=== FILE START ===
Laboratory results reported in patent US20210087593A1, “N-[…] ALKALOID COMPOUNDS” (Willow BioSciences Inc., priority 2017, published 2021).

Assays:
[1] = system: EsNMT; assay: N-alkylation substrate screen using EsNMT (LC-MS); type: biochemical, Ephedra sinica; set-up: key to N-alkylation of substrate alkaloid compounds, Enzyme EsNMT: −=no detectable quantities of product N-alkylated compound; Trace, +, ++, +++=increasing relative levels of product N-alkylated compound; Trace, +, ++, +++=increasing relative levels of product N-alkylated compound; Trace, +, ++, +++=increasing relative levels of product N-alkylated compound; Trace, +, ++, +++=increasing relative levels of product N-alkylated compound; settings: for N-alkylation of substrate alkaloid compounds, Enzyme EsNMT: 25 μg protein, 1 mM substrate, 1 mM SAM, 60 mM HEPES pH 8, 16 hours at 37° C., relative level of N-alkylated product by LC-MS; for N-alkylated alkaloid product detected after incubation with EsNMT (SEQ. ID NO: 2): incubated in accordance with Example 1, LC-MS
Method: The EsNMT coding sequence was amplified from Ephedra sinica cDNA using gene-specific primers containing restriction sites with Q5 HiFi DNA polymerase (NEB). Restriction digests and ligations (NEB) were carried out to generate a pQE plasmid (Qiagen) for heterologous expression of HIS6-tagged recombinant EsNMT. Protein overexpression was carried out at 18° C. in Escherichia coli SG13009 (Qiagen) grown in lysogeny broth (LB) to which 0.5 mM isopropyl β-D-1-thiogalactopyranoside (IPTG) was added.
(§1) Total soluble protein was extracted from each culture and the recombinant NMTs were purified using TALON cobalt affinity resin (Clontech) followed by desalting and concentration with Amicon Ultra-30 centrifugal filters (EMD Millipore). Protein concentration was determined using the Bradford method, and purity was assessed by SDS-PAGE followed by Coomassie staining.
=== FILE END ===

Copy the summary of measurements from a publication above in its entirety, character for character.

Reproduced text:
Laboratory results reported in patent US20210087593A1, “N-[…] ALKALOID COMPOUNDS” (Willow BioSciences Inc., priority 2017, published 2021).

Assays:
[1] = system: EsNMT; assay: N-alkylation substrate screen using EsNMT (LC-MS); type: biochemical, Ephedra sinica; set-up: key to N-alkylation of substrate alkaloid compounds, Enzyme EsNMT: −=no detectable quantities of product N-alkylated compound; Trace, +, ++, +++=increasing relative levels of product N-alkylated compound; Trace, +, ++, +++=increasing relative levels of product N-alkylated compound; Trace, +, ++, +++=increasing relative levels of product N-alkylated compound; Trace, +, ++, +++=increasing relative levels of product N-alkylated compound; settings: for N-alkylation of substrate alkaloid compounds, Enzyme EsNMT: 25 μg protein, 1 mM substrate, 1 mM SAM, 60 mM HEPES pH 8, 16 hours at 37° C., relative level of N-alkylated product by LC-MS; for N-alkylated alkaloid product detected after incubation with EsNMT (SEQ. ID NO: 2): incubated in accordance with Example 1, LC-MS
Method: The EsNMT coding sequence was amplified from Ephedra sinica cDNA using gene-specific primers containing restriction sites with Q5 HiFi DNA polymerase (NEB). Restriction digests and ligations (NEB) were carried out to generate a pQE plasmid (Qiagen) for heterologous expression of HIS6-tagged recombinant EsNMT. Protein overexpression was carried out at 18° C. in Escherichia coli SG13009 (Qiagen) grown in lysogeny broth (LB) to which 0.5 mM isopropyl β-D-1-thiogalactopyranoside (IPTG) was added.
(§1) Total soluble protein was extracted from each culture and the recombinant NMTs were purified using TALON cobalt affinity resin (Clontech) followed by desalting and concentration with Amicon Ultra-30 centrifugal filters (EMD Millipore). Protein concentration was determined using the Bradford method, and purity was assessed by SDS-PAGE followed by Coomassie staining.